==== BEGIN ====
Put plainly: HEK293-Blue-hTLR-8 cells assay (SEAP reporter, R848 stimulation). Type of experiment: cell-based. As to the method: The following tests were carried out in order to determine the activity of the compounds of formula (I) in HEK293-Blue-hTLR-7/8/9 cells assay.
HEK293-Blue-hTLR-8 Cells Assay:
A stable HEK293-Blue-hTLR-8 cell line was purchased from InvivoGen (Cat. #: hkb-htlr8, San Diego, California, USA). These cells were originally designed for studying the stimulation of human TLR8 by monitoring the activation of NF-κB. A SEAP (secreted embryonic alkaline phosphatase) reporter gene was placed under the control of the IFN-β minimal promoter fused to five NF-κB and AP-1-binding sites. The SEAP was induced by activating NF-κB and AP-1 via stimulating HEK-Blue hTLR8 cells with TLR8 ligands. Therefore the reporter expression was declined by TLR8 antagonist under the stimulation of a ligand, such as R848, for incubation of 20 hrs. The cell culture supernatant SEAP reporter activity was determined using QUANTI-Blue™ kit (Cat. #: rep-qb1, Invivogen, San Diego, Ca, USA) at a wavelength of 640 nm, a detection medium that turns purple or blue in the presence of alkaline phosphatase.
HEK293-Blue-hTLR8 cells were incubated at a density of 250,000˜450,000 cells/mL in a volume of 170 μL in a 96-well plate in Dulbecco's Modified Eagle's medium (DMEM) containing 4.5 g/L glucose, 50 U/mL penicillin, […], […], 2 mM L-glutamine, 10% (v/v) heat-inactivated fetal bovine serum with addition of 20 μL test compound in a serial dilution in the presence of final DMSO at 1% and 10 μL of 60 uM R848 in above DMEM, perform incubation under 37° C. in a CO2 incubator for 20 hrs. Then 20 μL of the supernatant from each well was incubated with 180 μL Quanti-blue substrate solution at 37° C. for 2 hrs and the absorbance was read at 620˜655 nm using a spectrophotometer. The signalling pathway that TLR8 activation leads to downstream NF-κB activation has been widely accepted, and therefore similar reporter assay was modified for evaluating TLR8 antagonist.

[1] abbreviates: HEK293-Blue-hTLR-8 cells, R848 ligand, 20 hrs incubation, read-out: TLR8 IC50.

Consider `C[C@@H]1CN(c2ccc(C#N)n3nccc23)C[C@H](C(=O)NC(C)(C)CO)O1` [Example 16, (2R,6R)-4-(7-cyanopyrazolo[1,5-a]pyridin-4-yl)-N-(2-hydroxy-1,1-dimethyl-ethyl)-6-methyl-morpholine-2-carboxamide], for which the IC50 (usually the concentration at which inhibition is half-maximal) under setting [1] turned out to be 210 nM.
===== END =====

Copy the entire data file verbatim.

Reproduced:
Put plainly: HEK293-Blue-hTLR-8 cells assay (SEAP reporter, R848 stimulation). Type of experiment: cell-based. As to the method: The following tests were carried out in order to determine the activity of the compounds of formula (I) in HEK293-Blue-hTLR-7/8/9 cells assay.
HEK293-Blue-hTLR-8 Cells Assay:
A stable HEK293-Blue-hTLR-8 cell line was purchased from InvivoGen (Cat. #: hkb-htlr8, San Diego, California, USA). These cells were originally designed for studying the stimulation of human TLR8 by monitoring the activation of NF-κB. A SEAP (secreted embryonic alkaline phosphatase) reporter gene was placed under the control of the IFN-β minimal promoter fused to five NF-κB and AP-1-binding sites. The SEAP was induced by activating NF-κB and AP-1 via stimulating HEK-Blue hTLR8 cells with TLR8 ligands. Therefore the reporter expression was declined by TLR8 antagonist under the stimulation of a ligand, such as R848, for incubation of 20 hrs. The cell culture supernatant SEAP reporter activity was determined using QUANTI-Blue™ kit (Cat. #: rep-qb1, Invivogen, San Diego, Ca, USA) at a wavelength of 640 nm, a detection medium that turns purple or blue in the presence of alkaline phosphatase.
HEK293-Blue-hTLR8 cells were incubated at a density of 250,000˜450,000 cells/mL in a volume of 170 μL in a 96-well plate in Dulbecco's Modified Eagle's medium (DMEM) containing 4.5 g/L glucose, 50 U/mL penicillin, […], […], 2 mM L-glutamine, 10% (v/v) heat-inactivated fetal bovine serum with addition of 20 μL test compound in a serial dilution in the presence of final DMSO at 1% and 10 μL of 60 uM R848 in above DMEM, perform incubation under 37° C. in a CO2 incubator for 20 hrs. Then 20 μL of the supernatant from each well was incubated with 180 μL Quanti-blue substrate solution at 37° C. for 2 hrs and the absorbance was read at 620˜655 nm using a spectrophotometer. The signalling pathway that TLR8 activation leads to downstream NF-κB activation has been widely accepted, and therefore similar reporter assay was modified for evaluating TLR8 antagonist.

[1] abbreviates: HEK293-Blue-hTLR-8 cells, R848 ligand, 20 hrs incubation, read-out: TLR8 IC50.

Consider `C[C@@H]1CN(c2ccc(C#N)n3nccc23)C[C@H](C(=O)NC(C)(C)CO)O1` [Example 16, (2R,6R)-4-(7-cyanopyrazolo[1,5-a]pyridin-4-yl)-N-(2-hydroxy-1,1-dimethyl-ethyl)-6-methyl-morpholine-2-carboxamide], for which the IC50 (usually the concentration at which inhibition is half-maximal) under setting [1] turned out to be 210 nM.